Amy Webb and her daughters

For this week’s Woman Wednesday, AY About You sits down with Amy Webb.

 

Webb is a native Texan who moved to Arkansas 20 years ago to work at the Arkansas Democrat-Gazette. She fell in love with the state and a native Arkansan, and made Arkansas her home. Webb lives in North Little Rock with her husband and their daughters, Josie, 9, and Jessie, 6 and their 12-year-old pup, Toby. 

 

Webb has a bachelor’s degree in communications and a master’s degree in journalism. She worked as a newspaper reporter in Texas and Arkansas for 15 years before moving to the Department of Human Services in 2011, where she is now the chief of communications and community engagement. Her hobbies include listening to audiobooks and podcasts, walking 5Ks, volunteering with her daughters’ Girl Scout troop, taking her girls on adventures, and supporting organizations that help take care of children and teens in foster care or who have aged out of foster care. She also loves to write and has started a novel.

 

Webb takes a moment to discuss some of her passions. “I am passionate about Project Zero, an organization that works to bring hope to children in foster care and to help them find their forever homes. It’s an amazing organization that fights tirelessly for kids in care, and they do it without funding from the state. Project Zero, along with the wonderful organizations called Immerse Arkansas and The CALL, have a fundraiser every year called the Walk for the Waiting. With the help of my two girls I spent months collecting donations for a huge Yard Sale for the Waiting. In the last four years, we’ve raised almost $10,000 for the walk,” she says.

Amy Webb

Webb discusses what it means to be a woman. “I had a double-mastectomy in November 2018 following a breast cancer diagnosis, and for several months after that I struggled with this very question, which surprised me because I’ve never been one to worry about looks,” Webb says. “Eventually though, I came to understand what I’ve always known – to be a woman is to be strong, resilient, a leader who thinks of others, someone who can be successful without tearing others down.”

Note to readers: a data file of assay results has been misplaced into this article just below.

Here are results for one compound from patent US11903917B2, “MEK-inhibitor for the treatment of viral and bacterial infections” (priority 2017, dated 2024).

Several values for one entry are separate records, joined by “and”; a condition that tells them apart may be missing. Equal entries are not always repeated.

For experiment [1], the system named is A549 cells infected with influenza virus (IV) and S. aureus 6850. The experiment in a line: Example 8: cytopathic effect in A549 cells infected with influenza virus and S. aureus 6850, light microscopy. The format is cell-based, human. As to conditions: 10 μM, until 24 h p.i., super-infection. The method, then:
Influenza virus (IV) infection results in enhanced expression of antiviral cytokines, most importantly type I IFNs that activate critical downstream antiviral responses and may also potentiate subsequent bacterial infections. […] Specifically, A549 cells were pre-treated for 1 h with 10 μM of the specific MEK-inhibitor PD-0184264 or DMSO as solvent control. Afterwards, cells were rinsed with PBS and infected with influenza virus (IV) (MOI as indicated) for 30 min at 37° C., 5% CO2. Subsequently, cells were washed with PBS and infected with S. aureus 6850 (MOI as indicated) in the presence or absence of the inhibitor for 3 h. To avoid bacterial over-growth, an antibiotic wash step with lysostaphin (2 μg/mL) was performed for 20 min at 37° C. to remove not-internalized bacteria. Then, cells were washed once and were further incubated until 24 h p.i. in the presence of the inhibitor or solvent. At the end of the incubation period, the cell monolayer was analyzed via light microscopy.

Webb tells us about some of the challenges that she has faced as a woman in her field.

 

“Generally, [I have not had many challenges] because I’m blessed to work with strong female leaders and men who see us as equals. But I’m a realist and understand not everyone has the same experiences. It’s not uncommon for women to be talked over in meetings or to be expected to make the copies, even if they are in charge. As more women take on leadership roles, I hope that will change because having a diverse team of men and women and people of different races and ages makes teams stronger.

 

“I once was explaining to my 9-year-old daughter that I am a spokesman for an agency. She asked why I described myself as a spokes ‘man’. I told her that was a generic term used for someone in my position. Her response: ‘That’s dumb, Mom. If that’s how they do it, then why don’t we call everyone spokeswomen instead.’ It’s been a male-dominated world for so long, that I hadn’t even realized how silly it was to use that male term. I don’t do that anymore.”

 

Webb offers a word of advice to women and girls who might read this article. “Be braver than you feel. To some extent, we’re all winging it until we get comfortable with our situations whether they are at work or at home. Eventually, you’ll find your voice and your power. Use both for good. That doesn’t mean you have to shout your thoughts from the rooftops and argue with everyone you meet. It’s better to build coalitions and to get a diverse group of people to come together to tackle a problem.”  

 

READ MORE: Karen Farst Serves as Pediatric Leader in Arkansas